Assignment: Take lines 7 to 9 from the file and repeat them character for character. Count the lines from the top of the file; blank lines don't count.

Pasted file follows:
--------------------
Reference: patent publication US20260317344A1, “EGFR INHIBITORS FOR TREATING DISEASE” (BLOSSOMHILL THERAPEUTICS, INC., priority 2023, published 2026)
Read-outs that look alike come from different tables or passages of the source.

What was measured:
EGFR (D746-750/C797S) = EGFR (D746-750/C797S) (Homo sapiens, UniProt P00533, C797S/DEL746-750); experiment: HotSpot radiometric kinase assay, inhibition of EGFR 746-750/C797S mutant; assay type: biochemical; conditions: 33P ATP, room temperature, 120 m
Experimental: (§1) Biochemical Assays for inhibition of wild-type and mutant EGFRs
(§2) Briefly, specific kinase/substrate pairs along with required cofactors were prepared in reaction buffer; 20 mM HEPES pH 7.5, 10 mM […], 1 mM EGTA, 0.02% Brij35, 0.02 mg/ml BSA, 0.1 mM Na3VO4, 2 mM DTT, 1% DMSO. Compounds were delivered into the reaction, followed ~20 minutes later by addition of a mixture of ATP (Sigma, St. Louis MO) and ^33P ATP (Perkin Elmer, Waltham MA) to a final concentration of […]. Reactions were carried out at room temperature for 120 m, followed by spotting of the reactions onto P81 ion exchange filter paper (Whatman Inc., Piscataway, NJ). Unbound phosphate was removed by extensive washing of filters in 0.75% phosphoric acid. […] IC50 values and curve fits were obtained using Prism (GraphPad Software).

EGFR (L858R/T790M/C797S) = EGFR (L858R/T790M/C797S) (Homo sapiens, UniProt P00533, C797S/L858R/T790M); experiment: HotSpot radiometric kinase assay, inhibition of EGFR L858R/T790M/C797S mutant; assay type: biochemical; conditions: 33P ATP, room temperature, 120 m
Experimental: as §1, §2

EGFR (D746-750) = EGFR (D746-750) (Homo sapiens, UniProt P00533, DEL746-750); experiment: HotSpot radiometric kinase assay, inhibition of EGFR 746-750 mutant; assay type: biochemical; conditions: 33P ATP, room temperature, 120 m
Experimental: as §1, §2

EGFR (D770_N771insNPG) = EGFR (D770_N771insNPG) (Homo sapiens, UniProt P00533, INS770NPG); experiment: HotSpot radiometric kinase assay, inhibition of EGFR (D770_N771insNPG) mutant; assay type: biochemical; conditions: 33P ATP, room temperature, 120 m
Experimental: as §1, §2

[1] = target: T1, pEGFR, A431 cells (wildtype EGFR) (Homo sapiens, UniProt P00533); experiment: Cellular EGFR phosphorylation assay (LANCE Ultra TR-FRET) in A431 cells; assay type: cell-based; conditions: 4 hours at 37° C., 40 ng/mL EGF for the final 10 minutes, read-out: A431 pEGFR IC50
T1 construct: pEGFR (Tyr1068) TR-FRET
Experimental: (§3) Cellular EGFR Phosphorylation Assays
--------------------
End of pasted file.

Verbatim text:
EGFR (L858R/T790M/C797S) = EGFR (L858R/T790M/C797S) (Homo sapiens, UniProt P00533, C797S/L858R/T790M); experiment: HotSpot radiometric kinase assay, inhibition of EGFR L858R/T790M/C797S mutant; assay type: biochemical; conditions: 33P ATP, room temperature, 120 m
Experimental: as §1, §2

EGFR (D746-750) = EGFR (D746-750) (Homo sapiens, UniProt P00533, DEL746-750); experiment: HotSpot radiometric kinase assay, inhibition of EGFR 746-750 mutant; assay type: biochemical; conditions: 33P ATP, room temperature, 120 m